The same product carries the same price—except for a loan. Due to risk premiums, some borrowers pay more than others for the same loans to protect lenders from the possible consequences of high-risk lending. The current approach ignores that paid instalments reduce the risk over time. After full payment of the principal the risk is reduced to zero. Is it time to rethink this process to ensure that human rights are not violated and resources are rerouted to meet pressing needs?
Basel Committee on Banking Supervision (BCBS)
Beyond Checking Boxes: A New Approach to Operational Risk Management Will Create Value for Financial Institutions
The COVID-19 pandemic upended almost all industries, including investment banking. Once bustling trading floors quickly transformed into a dispersed network of home offices and new operational risk challenges arose. Technological innovations and an ever-evolving regulatory landscape have made archaic approaches to operational risk management ill-suited to tackle the complexity posed.
Despite being mooted more than a decade ago, widespread regulation mandating banks to adopt real-time cash-balance liquidity reporting has not materialised. With the exception of a handful of the world’s largest banks, few have taken it upon themselves to adopt these processes.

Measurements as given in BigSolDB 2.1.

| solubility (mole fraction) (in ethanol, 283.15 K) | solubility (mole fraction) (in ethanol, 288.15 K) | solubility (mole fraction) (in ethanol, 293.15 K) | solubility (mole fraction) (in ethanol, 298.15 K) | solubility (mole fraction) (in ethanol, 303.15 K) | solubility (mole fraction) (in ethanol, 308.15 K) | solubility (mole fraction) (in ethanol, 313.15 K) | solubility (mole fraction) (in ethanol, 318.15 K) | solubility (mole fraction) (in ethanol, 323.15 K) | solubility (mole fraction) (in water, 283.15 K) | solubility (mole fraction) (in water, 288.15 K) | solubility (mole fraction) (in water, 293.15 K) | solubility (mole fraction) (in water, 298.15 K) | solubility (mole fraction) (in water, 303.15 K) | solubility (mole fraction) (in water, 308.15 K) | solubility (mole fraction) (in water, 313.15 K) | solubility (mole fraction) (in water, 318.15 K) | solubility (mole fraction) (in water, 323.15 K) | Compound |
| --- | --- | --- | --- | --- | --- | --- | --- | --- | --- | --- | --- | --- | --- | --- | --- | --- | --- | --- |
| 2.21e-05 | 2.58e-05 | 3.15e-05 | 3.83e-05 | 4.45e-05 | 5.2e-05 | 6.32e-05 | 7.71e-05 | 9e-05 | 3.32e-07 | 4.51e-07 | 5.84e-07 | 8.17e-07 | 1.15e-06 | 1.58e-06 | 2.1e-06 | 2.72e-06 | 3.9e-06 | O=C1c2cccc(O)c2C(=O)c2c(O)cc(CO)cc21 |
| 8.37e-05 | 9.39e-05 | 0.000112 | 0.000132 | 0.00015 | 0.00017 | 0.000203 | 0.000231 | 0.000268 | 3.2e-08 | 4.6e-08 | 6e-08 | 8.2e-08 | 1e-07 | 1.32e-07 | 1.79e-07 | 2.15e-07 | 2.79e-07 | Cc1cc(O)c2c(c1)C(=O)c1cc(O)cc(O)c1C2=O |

The mandate of financial institutions is to process financial transactions for individuals and businesses, but unfortunately, these institutions are sometimes used for illicit purposes, such as money laundering and terrorist financing. Effective, accurate risk assessment is the foundation of a financial firm’s risk management and regulatory compliance, and there are a number of manual and automated methods available to assess risks. Detecting and acting against suspicious activities is a must for banks today.
The Great Recession produced a number of aftershocks, including a tidal wave of regulations (with the?) intent on preventing the same event from ever happening again. A mismatch between increasingly complex and detailed international standards and ever more uneven implementation by national authorities ensued. Consistent, harmonized adoption of financial standards by all involved is necessary to ensure smooth global processes. Some suggestions are presented in this article.
Shariah Non-compliance Risk in Islamic Banks, and What It Means for Meeting Capital Adequacy Requirements
Islamic banks, which operate according to Shariah principles, are growing rapidly worldwide, claiming billions in assets. IBs appeal to conservative Muslims worldwide because of their adherence to concepts such as profit-and-loss sharing instead of taking interest. But what happens when an Islamic bank fails to fully comply with Shariah rules? One consequence of this risk of loss is that it can limit the bank’s ability to meet capital requirements.
For the 28 jurisdictions that are members of the Basel Committee on Banking Supervision, adopting Basel banking standards is a given. But why are some non-member developing countries embracing the reforms when they don’t have to? The answers vary by country, but the final lesson is that regulators should carefully evaluate the advantages and disadvantages of adopting Basel regulations in whole or in part for their nation’s unique situation.